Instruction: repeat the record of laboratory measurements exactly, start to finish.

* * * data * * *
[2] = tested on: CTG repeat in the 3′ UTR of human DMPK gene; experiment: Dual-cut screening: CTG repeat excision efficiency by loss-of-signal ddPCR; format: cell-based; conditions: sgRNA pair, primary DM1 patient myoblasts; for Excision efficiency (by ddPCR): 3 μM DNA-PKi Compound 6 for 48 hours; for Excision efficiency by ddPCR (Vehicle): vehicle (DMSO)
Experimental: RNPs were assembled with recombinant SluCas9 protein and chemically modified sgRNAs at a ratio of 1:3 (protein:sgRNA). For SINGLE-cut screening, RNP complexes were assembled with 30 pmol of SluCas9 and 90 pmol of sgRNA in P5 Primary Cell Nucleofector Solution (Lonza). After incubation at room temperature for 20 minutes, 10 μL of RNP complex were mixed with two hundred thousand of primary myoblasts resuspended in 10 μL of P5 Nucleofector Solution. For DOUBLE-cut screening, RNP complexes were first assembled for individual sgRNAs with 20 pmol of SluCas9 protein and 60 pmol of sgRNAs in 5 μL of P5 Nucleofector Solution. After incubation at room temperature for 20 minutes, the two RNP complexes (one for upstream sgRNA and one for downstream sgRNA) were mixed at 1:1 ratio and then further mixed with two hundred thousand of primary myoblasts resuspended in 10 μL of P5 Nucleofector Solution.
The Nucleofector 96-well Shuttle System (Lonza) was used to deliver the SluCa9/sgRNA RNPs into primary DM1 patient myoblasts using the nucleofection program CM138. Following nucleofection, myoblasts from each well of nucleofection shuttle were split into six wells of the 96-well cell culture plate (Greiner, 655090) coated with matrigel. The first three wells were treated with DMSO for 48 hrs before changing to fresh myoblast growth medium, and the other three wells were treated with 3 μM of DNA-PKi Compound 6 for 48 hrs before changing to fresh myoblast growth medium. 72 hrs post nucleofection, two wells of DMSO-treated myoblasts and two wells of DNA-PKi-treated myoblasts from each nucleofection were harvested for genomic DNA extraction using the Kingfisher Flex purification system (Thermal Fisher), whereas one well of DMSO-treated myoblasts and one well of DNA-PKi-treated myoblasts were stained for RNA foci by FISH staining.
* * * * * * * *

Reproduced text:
[2] = tested on: CTG repeat in the 3′ UTR of human DMPK gene; experiment: Dual-cut screening: CTG repeat excision efficiency by loss-of-signal ddPCR; format: cell-based; conditions: sgRNA pair, primary DM1 patient myoblasts; for Excision efficiency (by ddPCR): 3 μM DNA-PKi Compound 6 for 48 hours; for Excision efficiency by ddPCR (Vehicle): vehicle (DMSO)
Experimental: RNPs were assembled with recombinant SluCas9 protein and chemically modified sgRNAs at a ratio of 1:3 (protein:sgRNA). For SINGLE-cut screening, RNP complexes were assembled with 30 pmol of SluCas9 and 90 pmol of sgRNA in P5 Primary Cell Nucleofector Solution (Lonza). After incubation at room temperature for 20 minutes, 10 μL of RNP complex were mixed with two hundred thousand of primary myoblasts resuspended in 10 μL of P5 Nucleofector Solution. For DOUBLE-cut screening, RNP complexes were first assembled for individual sgRNAs with 20 pmol of SluCas9 protein and 60 pmol of sgRNAs in 5 μL of P5 Nucleofector Solution. After incubation at room temperature for 20 minutes, the two RNP complexes (one for upstream sgRNA and one for downstream sgRNA) were mixed at 1:1 ratio and then further mixed with two hundred thousand of primary myoblasts resuspended in 10 μL of P5 Nucleofector Solution.
The Nucleofector 96-well Shuttle System (Lonza) was used to deliver the SluCa9/sgRNA RNPs into primary DM1 patient myoblasts using the nucleofection program CM138. Following nucleofection, myoblasts from each well of nucleofection shuttle were split into six wells of the 96-well cell culture plate (Greiner, 655090) coated with matrigel. The first three wells were treated with DMSO for 48 hrs before changing to fresh myoblast growth medium, and the other three wells were treated with 3 μM of DNA-PKi Compound 6 for 48 hrs before changing to fresh myoblast growth medium. 72 hrs post nucleofection, two wells of DMSO-treated myoblasts and two wells of DNA-PKi-treated myoblasts from each nucleofection were harvested for genomic DNA extraction using the Kingfisher Flex purification system (Thermal Fisher), whereas one well of DMSO-treated myoblasts and one well of DNA-PKi-treated myoblasts were stained for RNA foci by FISH staining.